2018: Day 12
Because 2 chainsaws is better than one. I never thought I’d own a chainsaw, let alone 2. After all, I had gone 50+ years without the need. But things change when you buy a farm.
Coming into 2018, we had an ambitious plan. At the time it didn’t seem so ambitious, but looking back I now know we bit off a lot. After finishing viticulture school in March, the plan was to spend a few weeks renovating our rental suite, then spending the summer and fall getting the land ready for planting grapes in 2019. Seemed pretty straight forward with plenty of time to get it all done. Of course, a renovation is never completed on time and removing an old orchard is, well, a bit of work. Actually, it’s a bit of ugly work. No, it’s a lot of ugly work. It would have been one thing to remove the trees in the winter when they were nothing more than a bunch of scraggly old branches supported by firewood. But we witnessed them coming to life in the spring. And it was spectacular. Postcard spectacular. I believe the apricots blossomed first, followed by the peaches then the cherries. There was a period of few days where they all had flowers.
Because it’s realllly hard to find good help in the Okanagan, I ended up doing much of the orchard removal myself. I went to Canadian Tire and bought what I thought was an awesome mid-level model. In my mind, it could easily knock down 600 trees. I’d be done in a few days. Well, that was inexperience talking. First of all, you don’t remove 3 acres of orchard in a few days and I quickly learned you don’t do it with a Canadian Tire special. After cutting down several trees, I knew I needed a new chain. This is normal. I ended up going to a place that specializes in chainsaws. Here’s how the conversation went.
Super-duper chainsaw guy: “Can I help you?”
Me: “Yeah, I think I need a new chain. Or something”
Super-duper chainsaw guy: “Let me have a look. Yup, that’s pretty dull. Were you cutting firewood?”
Me: “No. I’m removing an orchard”
Super-duper chainsaw guy: with the look on his face that says he’s speaking to an uber-idiot “Oh… with this cute little thing? Or is this the backup chainsaw?”
Me: “No. I’m doing it with this”
Super-duper chainsaw guy: “I see. Well … good luck … but you may want to look into something a little bigger.”
Of course, I didn’t listen and 2 days later I returned looking into a proper chainsaw because I had burned the play-thing out. Six weeks later I had managed to cut down about 400 apple trees. We ended up keeping the majority of the wood. The plan is to turn most of the bigger logs into lumber that we will use somewhere in the tasting room (to be determined). The smaller stuff I want to convert to charcoal.
Here is a picture of the bigger apple logs and one of the work in progress. I have about 50-60 of these logs as well as 10 cherry logs.
In September I was fortunate to line up a company to remove the 400+ stumps in the ground as well as removing the remaining trees. If only we had these guys back in April! The work was quick and efficient. They accomplished more in 3 days than I did in about 7 weeks. Our plan also included removing a very old, dilapidated shed that pretty much nothing more than the world’s largest rats’ nest and storage area for the previous owner’s junk. The same company was able to remove it while making quick work of the stumps. We had been stressing over how to remove the monstrosity, so this was huge relief.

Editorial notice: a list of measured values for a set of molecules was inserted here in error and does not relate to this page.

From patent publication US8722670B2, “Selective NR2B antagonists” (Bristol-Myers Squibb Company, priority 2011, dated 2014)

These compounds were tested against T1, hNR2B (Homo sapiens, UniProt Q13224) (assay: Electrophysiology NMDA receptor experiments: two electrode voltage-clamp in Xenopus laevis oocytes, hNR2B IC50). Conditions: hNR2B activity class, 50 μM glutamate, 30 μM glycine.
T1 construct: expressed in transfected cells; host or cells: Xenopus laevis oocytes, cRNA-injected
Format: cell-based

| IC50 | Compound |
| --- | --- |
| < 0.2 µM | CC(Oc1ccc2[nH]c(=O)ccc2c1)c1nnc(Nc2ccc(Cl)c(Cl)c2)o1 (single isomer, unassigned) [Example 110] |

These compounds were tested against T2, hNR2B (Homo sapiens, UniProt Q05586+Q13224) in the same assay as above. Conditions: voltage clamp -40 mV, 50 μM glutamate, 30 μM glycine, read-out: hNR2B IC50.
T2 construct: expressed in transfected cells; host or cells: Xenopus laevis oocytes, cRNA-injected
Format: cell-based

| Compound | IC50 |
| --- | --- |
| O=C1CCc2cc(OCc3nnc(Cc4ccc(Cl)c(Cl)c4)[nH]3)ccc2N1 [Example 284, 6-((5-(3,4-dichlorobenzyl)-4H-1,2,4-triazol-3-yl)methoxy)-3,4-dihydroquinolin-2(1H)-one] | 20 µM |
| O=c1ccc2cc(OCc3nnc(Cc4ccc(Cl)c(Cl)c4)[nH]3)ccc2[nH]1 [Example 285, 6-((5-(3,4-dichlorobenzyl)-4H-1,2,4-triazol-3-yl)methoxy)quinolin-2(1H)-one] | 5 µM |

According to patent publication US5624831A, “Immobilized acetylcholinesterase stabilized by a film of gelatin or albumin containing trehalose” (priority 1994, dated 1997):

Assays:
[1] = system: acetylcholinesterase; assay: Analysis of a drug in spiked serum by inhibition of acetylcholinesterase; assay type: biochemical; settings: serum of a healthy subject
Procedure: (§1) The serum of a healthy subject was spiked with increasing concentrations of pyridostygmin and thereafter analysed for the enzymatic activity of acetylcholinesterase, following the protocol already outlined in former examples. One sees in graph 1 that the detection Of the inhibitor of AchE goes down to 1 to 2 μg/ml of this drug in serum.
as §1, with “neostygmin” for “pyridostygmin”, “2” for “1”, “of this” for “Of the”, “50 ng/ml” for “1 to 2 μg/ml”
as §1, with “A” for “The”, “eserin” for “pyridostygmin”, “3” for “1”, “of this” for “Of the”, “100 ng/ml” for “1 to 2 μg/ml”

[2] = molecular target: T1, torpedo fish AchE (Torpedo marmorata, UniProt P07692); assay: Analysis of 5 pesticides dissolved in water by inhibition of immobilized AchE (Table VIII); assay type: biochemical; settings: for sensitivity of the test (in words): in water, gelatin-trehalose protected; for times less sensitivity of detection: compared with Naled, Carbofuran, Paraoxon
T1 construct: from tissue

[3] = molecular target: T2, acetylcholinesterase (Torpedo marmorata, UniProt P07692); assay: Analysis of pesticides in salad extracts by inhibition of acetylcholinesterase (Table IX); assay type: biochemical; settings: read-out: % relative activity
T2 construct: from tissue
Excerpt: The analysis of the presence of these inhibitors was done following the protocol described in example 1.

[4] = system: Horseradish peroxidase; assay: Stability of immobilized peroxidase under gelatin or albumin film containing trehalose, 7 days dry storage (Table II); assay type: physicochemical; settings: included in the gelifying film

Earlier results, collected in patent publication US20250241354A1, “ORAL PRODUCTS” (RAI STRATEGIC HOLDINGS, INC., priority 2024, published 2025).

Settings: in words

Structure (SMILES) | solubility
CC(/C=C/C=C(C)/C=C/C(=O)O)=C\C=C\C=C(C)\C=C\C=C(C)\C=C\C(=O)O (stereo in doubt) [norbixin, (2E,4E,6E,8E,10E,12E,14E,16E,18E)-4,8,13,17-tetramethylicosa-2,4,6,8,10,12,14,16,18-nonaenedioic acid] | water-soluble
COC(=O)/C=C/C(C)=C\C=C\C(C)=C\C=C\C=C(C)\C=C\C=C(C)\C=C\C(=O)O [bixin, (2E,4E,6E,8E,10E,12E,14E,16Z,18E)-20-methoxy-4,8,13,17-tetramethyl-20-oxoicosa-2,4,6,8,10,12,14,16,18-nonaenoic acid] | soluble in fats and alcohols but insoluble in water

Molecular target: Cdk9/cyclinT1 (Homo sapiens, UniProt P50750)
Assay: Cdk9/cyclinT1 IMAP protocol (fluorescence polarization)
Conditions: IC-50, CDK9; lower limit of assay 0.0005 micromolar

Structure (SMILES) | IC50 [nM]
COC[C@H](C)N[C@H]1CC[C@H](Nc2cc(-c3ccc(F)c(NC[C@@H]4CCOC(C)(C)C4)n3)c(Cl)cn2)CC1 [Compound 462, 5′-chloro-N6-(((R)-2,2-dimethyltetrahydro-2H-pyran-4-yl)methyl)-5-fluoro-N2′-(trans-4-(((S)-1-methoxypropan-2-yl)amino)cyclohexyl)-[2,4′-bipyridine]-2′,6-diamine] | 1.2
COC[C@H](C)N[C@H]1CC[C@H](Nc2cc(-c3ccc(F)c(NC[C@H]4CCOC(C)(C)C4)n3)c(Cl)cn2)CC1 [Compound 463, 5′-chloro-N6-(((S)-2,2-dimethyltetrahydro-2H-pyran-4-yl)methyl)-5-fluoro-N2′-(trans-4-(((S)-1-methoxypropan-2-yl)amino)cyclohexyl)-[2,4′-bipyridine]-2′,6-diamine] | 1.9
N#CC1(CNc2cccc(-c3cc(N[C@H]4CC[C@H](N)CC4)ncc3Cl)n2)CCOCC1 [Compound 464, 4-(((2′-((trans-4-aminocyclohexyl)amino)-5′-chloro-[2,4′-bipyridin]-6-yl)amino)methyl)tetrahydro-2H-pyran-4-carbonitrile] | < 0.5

… and suddenly all we had left was a non functioning crapper.
We had already purchased a prefabricated steel building to replace it. The original plan was to use this new building as a storage shed; however, it is starting to look like it will be our temporary winery building (a story for a different day) and will require more work like running power to it and possibly installing a septic system. I’m hoping to work on this in the winter and early spring 2019.
With the trees and stumps removed, it was starting to look like start of a real vineyard. Well, except for the lack of vines and a trellis. We were also able to have the soil ripped – which involved a large bulldozer dragging 2 large metal stakes across the entire vineyard. This helps break up any heavy, condensed hardpan soil which will allow the young roots a chance to go deep more quickly.
This took took us to November, and unfortunately, we really haven’t progressed much since then. I’ve spent a LOT of time budgeting and planning for next year and started the application process for our wine manufacturer’s license. At least this is ahead of schedule!
So, tonight we’re celebrating all the outdoor work that was accomplished in the past 12 months. I had really hoped to have our vineyard trellis in place as well as the irrigation. I guess I’ll have something to do in the new year when the ground thaws. Though I wished we were further along, I’m not unhappy with the progress. I’ll give it a solid C to a C+. Normally, I would be disappointed in a C or C+. But we worked our butts off this year – literally 3,500+ hours of blood, sweat and tears. For that reason, it feels better than most B’s or A’s.
The. Hardest. Earned. Average. Grade. Ever.
The Broken Chainsaw is a martini that carefully balances ‘what was’ (Apples) with ‘what will be’ (Grapes). Apples from our farm were juiced and added to an apple liqueur from Alchemist Distillery in Summerland (a brand new distillery). The grapes are courtesy of Ciroc vodka (distilled from grapes). We also infused ginger into some regular vodka, and added a bit of lime juice. Original recipe inspiration here.
Well, cheers to ambitious goals! When you shoot for the stars, it’s still not bad hitting the moon.